Britain will have enough electricity to avoid disruption over the coming months, but National Grid ESO’s Winter Outlook 2021 warns supplies will be tighter than last year.
The system operator’s forecast comes in the midst of record-high gas prices. In addition, an energy crunch has seen nine suppliers go out of business in the last few weeks.
Winter Outlook 2021 suggests the de-rated margin – the amount of excess capacity above peak demand – for the coming months is 3.9 GW, which equates to 6.6% of overall capacity.
This is down from 4.8 GW (8.3%) last winter and is the lowest margin since 2016-17. It is also tighter than the 7.3% margin predicted in a provisional analysis National Grid ESO published in July.
One reason for this drop is the fire in September that damaged the IFA1 interconnector, which will cut capacity from the link by roughly 1 GW until next March at the earliest.
The worst-case scenario outlined in Winter Outlook 2021, which would include multiple power plant outages, low winds, and bitterly cold temperatures, could even see the margin plunge to just 2.5 GW (4.2%).
Despite the forecast of tightness in supplies, National Grid ESO offered reassurance that there was no increase in the risk of blackouts.
Its forecast Loss of Load Expectation (LOLE) is just 0.3 hours. This is the metric National Grid ESO uses to measure the security of supply. The figure is well within the system operator’s reliability standard of three hours.
🔹 we may take more action in the market than in previous years to secure supply – including issuing electricity margin and capacity market notices.— National Grid ESO (@NationalGridESO) October 7, 2021
For more insight into our view of winter supply & demand for 2021/22 read our full report 👉 https://t.co/Kt8hlh2AVu [2/2]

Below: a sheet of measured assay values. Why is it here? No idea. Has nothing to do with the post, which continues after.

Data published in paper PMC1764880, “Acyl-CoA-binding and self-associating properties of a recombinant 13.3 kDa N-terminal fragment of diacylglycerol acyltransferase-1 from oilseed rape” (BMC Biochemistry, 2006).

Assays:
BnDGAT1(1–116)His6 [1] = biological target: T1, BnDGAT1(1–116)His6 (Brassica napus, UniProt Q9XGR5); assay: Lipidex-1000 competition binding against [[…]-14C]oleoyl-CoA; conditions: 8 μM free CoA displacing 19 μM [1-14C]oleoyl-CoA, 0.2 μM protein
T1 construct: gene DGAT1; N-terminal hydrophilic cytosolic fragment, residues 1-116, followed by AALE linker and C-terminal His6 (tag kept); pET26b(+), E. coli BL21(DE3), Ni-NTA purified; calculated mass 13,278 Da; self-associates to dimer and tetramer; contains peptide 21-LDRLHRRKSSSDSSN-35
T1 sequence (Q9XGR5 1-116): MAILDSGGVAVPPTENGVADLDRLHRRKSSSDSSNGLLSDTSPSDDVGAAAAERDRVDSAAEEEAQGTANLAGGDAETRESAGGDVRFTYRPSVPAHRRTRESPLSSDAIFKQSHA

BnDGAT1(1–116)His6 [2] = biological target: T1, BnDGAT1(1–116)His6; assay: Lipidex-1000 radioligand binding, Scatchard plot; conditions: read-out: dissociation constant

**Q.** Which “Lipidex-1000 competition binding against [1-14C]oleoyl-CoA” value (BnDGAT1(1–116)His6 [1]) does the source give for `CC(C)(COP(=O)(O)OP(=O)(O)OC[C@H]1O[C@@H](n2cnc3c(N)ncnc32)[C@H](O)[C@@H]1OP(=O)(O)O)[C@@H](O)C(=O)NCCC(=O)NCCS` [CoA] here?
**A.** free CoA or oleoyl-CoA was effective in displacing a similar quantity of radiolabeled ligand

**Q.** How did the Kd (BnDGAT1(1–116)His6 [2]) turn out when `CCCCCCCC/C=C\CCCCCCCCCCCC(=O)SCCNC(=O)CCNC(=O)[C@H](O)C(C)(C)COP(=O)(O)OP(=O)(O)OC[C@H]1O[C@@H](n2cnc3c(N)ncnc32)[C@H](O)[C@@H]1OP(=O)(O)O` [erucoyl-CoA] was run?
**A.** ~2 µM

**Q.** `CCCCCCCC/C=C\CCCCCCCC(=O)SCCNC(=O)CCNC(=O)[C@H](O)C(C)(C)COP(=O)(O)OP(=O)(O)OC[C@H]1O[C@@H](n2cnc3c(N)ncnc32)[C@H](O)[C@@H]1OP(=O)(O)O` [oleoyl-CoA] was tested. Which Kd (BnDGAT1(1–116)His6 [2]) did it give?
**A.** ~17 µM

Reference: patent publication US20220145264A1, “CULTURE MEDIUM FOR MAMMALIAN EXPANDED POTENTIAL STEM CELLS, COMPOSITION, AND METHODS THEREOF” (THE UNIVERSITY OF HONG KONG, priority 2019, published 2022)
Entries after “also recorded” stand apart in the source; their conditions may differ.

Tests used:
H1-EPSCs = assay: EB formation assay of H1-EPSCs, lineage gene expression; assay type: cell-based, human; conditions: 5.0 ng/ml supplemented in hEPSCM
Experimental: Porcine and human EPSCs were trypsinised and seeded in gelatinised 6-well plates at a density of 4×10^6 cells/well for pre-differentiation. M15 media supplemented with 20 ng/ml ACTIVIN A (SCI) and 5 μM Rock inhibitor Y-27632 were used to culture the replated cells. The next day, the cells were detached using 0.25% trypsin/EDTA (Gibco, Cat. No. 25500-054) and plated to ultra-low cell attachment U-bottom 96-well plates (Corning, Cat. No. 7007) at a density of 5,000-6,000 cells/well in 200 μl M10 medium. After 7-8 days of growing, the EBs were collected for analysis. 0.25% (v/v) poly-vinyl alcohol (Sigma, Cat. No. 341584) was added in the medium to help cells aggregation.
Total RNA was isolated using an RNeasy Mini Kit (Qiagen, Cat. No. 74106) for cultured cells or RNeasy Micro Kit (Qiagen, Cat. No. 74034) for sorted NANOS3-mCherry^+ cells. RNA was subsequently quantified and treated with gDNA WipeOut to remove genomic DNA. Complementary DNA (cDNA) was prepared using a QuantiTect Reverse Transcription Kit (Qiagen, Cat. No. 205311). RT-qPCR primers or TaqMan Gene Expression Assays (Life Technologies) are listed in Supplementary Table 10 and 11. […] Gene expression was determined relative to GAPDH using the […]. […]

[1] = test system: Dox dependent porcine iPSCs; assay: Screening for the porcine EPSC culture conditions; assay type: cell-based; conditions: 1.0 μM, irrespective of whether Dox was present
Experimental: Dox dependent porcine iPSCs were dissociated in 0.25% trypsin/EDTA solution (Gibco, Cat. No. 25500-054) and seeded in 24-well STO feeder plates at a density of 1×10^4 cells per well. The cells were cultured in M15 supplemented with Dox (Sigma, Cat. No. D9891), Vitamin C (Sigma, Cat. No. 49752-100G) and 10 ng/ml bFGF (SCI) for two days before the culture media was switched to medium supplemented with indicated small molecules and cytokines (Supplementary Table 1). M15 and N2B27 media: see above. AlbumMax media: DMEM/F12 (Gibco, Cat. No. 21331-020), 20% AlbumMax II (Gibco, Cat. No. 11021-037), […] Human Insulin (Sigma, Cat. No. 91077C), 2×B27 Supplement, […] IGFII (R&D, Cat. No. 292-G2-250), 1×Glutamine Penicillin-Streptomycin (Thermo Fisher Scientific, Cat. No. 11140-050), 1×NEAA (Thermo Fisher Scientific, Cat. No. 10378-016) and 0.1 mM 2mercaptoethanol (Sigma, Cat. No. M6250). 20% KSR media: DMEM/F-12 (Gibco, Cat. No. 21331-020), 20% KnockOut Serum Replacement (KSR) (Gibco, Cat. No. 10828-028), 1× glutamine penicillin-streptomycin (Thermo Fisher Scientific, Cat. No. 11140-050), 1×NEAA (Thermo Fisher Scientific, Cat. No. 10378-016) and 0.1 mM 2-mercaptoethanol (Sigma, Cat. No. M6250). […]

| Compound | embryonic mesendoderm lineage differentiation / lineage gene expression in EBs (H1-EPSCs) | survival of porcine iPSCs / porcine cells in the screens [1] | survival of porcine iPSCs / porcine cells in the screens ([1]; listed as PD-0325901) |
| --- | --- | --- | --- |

Mitigating Tighter Margins
Just like it did last winter, the system operator expects it may have to issue Electricity Margin Notices (EMNs) to help meet demand.
An EMN is a call for the market (i.e. energy suppliers) to increase the amount of electricity they make available to increase capacity on the grid. They are issued when supply margins are looking tight ahead of real-time. They don’t necessarily indicate that demand will not be met.
For example, last winter saw six EMNs issued between November 2020 and February 2021, the first ones since 2016. But each one was later cancelled after the market reacted with increased output.
Winter Outlook 2021 predicts it will issue a similar number of EMNs for the coming months.
“The Winter Outlook confirms that we expect to have sufficient capacity and the tools needed to meet demand this winter.
“Margins are well within the reliability standard and therefore we are confident that there will be enough capacity available to keep Britain’s lights on.”
– Fintan Slye, Executive Director of National Grid ESO